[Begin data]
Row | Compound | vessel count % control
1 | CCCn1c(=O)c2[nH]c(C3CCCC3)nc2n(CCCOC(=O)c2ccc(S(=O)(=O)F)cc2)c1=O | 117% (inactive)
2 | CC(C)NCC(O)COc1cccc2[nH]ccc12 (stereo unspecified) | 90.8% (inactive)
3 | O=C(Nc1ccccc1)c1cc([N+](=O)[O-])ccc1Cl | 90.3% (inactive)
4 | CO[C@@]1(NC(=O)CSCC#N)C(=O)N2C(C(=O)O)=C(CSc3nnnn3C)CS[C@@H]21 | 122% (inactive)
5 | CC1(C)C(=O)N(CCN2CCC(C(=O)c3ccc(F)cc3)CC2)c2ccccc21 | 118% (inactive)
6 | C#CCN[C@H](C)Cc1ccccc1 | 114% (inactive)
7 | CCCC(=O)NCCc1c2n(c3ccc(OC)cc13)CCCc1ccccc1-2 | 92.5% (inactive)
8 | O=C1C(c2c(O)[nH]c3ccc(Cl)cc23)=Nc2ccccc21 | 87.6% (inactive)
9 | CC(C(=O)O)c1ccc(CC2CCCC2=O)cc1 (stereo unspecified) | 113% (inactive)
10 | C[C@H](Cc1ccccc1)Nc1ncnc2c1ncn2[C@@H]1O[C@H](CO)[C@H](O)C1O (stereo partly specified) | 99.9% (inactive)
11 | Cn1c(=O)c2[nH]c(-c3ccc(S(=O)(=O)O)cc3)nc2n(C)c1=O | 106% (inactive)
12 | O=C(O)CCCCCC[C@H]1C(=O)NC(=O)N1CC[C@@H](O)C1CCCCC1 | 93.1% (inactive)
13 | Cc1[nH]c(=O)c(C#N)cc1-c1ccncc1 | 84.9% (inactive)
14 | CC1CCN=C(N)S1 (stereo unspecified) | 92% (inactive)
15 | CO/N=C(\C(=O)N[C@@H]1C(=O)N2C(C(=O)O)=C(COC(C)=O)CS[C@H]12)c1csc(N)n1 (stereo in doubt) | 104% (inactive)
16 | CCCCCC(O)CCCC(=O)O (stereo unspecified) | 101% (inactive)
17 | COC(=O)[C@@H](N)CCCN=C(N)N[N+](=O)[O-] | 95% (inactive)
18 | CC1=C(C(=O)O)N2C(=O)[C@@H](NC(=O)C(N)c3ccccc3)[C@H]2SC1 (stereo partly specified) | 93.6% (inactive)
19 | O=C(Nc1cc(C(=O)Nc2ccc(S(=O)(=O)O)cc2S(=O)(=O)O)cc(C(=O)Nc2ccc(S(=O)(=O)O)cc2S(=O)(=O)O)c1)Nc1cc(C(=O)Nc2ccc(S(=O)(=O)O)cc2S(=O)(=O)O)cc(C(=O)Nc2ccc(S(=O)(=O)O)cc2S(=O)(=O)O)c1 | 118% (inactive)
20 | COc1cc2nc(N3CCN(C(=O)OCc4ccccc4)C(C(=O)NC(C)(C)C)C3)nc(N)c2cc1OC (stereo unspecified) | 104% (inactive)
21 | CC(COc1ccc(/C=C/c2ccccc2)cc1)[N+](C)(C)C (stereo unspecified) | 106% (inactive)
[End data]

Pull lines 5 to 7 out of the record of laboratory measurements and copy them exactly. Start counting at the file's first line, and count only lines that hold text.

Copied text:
4 | CO[C@@]1(NC(=O)CSCC#N)C(=O)N2C(C(=O)O)=C(CSc3nnnn3C)CS[C@@H]21 | 122% (inactive)
5 | CC1(C)C(=O)N(CCN2CCC(C(=O)c3ccc(F)cc3)CC2)c2ccccc21 | 118% (inactive)
6 | C#CCN[C@H](C)Cc1ccccc1 | 114% (inactive)